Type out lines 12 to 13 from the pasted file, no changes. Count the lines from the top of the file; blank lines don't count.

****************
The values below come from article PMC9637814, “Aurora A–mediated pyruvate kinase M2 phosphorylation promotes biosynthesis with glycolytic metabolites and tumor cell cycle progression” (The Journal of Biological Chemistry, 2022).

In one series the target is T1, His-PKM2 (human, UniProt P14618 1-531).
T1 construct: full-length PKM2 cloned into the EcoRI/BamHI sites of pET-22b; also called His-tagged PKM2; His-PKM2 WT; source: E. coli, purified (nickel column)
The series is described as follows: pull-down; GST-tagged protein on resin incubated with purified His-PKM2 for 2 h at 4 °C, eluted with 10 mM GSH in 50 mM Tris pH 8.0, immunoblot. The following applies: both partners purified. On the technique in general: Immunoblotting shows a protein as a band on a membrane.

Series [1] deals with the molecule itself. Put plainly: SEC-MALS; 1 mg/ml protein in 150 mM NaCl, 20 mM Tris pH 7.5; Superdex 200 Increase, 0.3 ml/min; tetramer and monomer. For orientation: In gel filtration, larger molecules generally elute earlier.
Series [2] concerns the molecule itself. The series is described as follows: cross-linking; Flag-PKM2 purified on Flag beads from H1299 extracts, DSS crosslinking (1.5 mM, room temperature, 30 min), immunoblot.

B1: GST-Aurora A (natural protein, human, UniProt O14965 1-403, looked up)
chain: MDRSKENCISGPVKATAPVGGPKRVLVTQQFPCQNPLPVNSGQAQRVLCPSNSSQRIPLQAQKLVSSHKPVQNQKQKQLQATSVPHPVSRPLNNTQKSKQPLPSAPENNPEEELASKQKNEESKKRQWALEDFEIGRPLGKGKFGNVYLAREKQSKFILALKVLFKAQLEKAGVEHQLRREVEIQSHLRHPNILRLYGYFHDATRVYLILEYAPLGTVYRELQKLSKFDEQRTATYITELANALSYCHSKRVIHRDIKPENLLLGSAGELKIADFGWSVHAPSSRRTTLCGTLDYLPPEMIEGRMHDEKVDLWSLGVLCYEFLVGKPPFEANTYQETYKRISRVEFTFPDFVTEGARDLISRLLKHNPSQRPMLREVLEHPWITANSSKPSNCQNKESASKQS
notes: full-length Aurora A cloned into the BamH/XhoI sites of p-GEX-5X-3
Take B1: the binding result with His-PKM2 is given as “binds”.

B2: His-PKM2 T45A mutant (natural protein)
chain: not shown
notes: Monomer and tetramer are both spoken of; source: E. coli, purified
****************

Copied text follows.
chain: not shown
notes: Monomer and tetramer are both spoken of; source: E. coli, purified